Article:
On Feb. 26, when Zimmerman first spotted Trayvon, he called police and reported a suspicious person, describing Trayvon as black, acting strangely and perhaps on drugs.I think the real problem is all of the racial politics that are coming into play and how people are trying to turn this into more of a political commentary on the state of the nation.
Zimmerman got out of his SUV to follow Trayvon on foot. When a dispatch employee asked Zimmerman if he was following the 17-year-old, Zimmerman said yes. The dispatcher told Zimmerman he did not need to do that.
There is about a one-minute gap during which police say they're not sure what happened.
Zimmerman told them he lost sight of Trayvon and was walking back to his SUV when Trayvon approached him from the left rear, and they exchanged words.
Trayvon asked Zimmerman if he had a problem. Zimmerman said no and reached for his cell phone, he told police. Trayvon then said, "Well, you do now" or something similar and punched Zimmerman in the nose, according to the account he gave police.
Zimmerman fell to the ground and Trayvon got on top of him and began slamming his head into the sidewalk, he told police.
Zimmerman began yelling for help.
Several witnesses heard those cries, and there has been a dispute about whether they came from Zimmerman or Trayvon.
Lawyers for Trayvon's family say it was Trayvon, but police say their evidence indicates it was Zimmerman.
One witness, who has since talked to local television news reporters, told police he saw Zimmerman on the ground with Trayvon on top, pounding him — and was unequivocal that it was Zimmerman who was crying for help.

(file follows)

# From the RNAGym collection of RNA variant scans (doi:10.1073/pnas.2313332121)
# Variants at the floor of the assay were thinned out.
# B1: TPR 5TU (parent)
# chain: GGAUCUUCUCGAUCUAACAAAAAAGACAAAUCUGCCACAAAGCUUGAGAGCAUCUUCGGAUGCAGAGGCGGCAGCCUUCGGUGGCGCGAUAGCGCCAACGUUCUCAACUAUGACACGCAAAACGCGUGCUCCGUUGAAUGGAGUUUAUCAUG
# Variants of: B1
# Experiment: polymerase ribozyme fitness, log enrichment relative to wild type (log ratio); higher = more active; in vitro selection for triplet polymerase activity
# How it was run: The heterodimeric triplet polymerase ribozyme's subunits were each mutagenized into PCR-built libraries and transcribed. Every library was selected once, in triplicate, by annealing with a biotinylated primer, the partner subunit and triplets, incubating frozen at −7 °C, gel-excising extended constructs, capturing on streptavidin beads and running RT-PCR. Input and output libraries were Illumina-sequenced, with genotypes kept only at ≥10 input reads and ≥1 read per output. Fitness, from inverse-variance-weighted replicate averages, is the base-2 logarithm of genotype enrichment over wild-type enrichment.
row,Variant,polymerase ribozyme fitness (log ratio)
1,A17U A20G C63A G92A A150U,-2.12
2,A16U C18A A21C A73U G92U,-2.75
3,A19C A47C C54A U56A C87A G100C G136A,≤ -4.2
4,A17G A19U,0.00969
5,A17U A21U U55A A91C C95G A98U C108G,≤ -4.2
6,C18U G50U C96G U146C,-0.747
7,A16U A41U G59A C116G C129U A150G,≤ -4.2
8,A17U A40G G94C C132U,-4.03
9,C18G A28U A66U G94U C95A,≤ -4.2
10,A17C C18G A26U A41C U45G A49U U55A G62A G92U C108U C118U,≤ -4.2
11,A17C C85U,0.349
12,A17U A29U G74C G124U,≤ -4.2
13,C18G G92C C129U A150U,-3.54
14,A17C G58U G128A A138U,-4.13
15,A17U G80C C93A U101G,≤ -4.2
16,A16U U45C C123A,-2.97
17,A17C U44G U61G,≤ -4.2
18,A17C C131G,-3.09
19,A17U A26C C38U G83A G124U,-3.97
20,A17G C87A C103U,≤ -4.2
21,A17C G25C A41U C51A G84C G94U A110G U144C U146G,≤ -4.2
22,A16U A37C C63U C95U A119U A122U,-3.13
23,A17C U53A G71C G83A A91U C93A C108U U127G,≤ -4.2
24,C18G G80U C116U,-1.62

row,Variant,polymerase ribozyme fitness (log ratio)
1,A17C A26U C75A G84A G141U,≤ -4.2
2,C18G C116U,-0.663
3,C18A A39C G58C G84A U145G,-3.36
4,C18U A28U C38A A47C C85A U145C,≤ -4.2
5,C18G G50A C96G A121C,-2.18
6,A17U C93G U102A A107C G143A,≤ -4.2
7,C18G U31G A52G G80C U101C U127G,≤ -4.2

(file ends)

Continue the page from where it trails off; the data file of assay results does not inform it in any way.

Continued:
Zimmerman then shot Trayvon once in the chest at very close range, according to authorities.
When police arrived less than two minutes later, Zimmerman was bleeding from the nose, had a swollen lip and had bloody lacerations to the back of his head.
Paramedics gave him first aid but he said he did not need to go to the hospital. He got medical care the next day.
Should the police have closed the investigation as quickly as they did? Probably not, but if this is the account that they received from Zimmerman, and the evidence seems to support his account of the events, then I can kind of understand why they decided to leave it at that.
Here is an interesting piece about how some in the media are manipulating this tragedy into some political action points. From the article:
But is the Martin shooting emblematic of a larger problem? Al Sharpton, Jesse Jackson, and the mainstream media here and abroad certainly are portraying it as such. That larger problem, of course, is lethal white racism and a criminal-justice system allegedly indifferent to the killing of blacks. At a rally Thursday night in Sanford, Sharpton said that “Trayvon represents a reckless disregard for our lives that we’ve seen for too long,” and warned that “they,” presumably whites, would try to trick black protesters into violence by “send[ing] in provocateurs.” “Blacks are under attack,” said Jesse Jackson on Friday from Chicago. “Targeting, arresting, convicting blacks, and ultimately killing us is big business.” MSNBC analyst Karen Finney claimed that “racist rhetoric” used by Rush Limbaugh and several Republican presidential candidates was responsible for Martin’s death.